The National Farmers’ Federation Chief Executive Officer, Tony Mahar said a move to bring seasonal workers from Vanuatu to the Northern Territory was a pragmatic decision needed to keep the top end’s 2020 mango harvest on track.
“The beginning of the NT’s mango picking season is imminent. In a normal year, NT mango growers depend on a collective direct 2100-strong workforce, including a combination of locals, backpackers and seasonal worker program visa holders.
“COVID-19 travel restrictions have left growers extremely concerned about how they are going to source the workforce they need to pick and pack this year’s crop.
“With credit very much to the Northern Territory Farmers Association, the Federal Government and the NT Government, today we welcome a plan for a trial to safely bring up to 170 workers from Vanuatu, pursuant to the Seasonal Workers Program,” Mr Mahar said.
Each eligible worker must return a negative COVID-19 test before departing and be required to self-isolate for 14-days after arriving in Australia, before commencing work.
To be eligible, mango growers will also be required to demonstrate that they are unable to secure local workers.
Mr Mahar said agriculture was bracing for ongoing, widespread and unprecedented labour shortages.
“Even in a typical year, the farm sector’s workforce is inadequate. With international and state travel restrictions, this year, farmers spanning fruit and vegetable production, wool and grain growing are anxious about how they will find the people power they need to get the job done.
“The NFF and our members are engaged with Federal and state governments on measures to address the problem. Establishing so-called ‘travel bubbles’ between countries like Vanuatu and Australia is one example.”
Mr Mahar said it was hoped today’s announcement would act as a blueprint to address critical worker shortages in other parts of the sector.
“The Shearing Contractors Association of Australia estimates that without the usual 500 visiting New Zealand shearers, up to 430,000 sheep may not be shorn on time.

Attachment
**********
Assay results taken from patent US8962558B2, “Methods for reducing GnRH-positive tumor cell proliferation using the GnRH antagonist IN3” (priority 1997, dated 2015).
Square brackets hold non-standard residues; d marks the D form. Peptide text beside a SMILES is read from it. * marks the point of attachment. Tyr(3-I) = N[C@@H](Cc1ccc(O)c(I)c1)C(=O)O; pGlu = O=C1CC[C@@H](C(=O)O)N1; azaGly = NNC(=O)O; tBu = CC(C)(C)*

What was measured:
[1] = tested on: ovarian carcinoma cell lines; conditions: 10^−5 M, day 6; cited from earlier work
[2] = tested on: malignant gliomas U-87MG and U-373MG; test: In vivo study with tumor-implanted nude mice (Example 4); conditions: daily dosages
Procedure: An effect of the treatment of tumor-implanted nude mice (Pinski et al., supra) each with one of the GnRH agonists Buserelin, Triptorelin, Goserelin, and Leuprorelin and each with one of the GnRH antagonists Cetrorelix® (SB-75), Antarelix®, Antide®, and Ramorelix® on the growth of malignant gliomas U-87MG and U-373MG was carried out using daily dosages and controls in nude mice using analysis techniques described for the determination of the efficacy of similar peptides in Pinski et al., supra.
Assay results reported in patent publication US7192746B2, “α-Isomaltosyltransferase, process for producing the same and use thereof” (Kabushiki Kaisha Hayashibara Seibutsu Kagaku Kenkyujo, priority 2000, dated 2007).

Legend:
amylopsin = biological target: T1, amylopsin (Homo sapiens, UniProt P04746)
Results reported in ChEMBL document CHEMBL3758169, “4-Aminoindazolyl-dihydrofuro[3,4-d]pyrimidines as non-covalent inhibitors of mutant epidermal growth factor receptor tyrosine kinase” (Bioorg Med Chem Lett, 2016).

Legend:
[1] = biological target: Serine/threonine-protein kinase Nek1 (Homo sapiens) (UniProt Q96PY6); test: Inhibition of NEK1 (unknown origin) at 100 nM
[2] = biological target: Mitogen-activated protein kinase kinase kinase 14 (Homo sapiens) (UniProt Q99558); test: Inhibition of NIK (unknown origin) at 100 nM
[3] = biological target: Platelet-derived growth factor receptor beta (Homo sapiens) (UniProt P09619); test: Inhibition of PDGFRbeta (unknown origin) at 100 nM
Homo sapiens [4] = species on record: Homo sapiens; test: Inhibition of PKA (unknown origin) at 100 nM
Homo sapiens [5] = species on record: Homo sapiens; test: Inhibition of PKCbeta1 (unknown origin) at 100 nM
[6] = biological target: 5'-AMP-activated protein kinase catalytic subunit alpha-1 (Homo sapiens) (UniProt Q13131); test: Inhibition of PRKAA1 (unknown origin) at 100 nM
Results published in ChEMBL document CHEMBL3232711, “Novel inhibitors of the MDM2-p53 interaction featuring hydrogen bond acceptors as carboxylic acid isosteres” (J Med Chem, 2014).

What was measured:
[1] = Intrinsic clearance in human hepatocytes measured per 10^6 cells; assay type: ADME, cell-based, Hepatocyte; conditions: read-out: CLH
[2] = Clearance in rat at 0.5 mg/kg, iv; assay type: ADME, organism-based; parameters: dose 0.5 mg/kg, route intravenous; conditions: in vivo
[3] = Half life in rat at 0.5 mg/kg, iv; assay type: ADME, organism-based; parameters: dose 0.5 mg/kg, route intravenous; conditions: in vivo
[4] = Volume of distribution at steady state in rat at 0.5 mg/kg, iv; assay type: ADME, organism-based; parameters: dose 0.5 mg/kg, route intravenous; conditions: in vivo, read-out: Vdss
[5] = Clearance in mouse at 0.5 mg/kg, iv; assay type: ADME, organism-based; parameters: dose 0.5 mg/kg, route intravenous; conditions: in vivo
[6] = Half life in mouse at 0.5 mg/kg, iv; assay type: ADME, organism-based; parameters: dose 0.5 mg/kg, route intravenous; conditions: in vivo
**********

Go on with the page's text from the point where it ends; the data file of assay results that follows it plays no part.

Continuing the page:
“With New Zealand a world leader in the management of the spread of COVID-19, with the proper precautions and safeguards it may be possible to bring NZ shearers to Australia to help with the spring shearing season.”
The NFF is also working with the Backpacker and Youth Tourism Advisory Panel to develop a ‘COVIDsafe pathway’ proposal which would allow working holiday makers from countries with low infection rates to enter Australia in a highly controlled manner.
Mr Mahar said farmers would always prefer to employ Australians, however for many reasons, seasonal work did not always suit local job seekers.
“With so many Australians now looking for work, the NFF continues to promote the jobs and career path opportunities on offer in agriculture.
“The NFF has created a new online resource to connect Australian job seekers with farm sector employment.
“However, the fact is, farmers require a combination of both Australian and foreign workers.”
Mr Mahar said the main priority for the NFF and its members, was the health and wellbeing of all Australians.
“It is essential that all COVID-19 guidelines are followed. The NFF has developed a COVID-19 Farm Workforce Guide.“
“The resource outlines the considerations for farm business operators when welcoming new workers, addressing accommodation, self-isolation and financial support.
“It also contains essential information about the tightened social and hygiene practices required on farm and in staff living quarters. This includes how to respond should a worker either be suspected of having the virus or is in fact tested positive,” Mr Mahar said.
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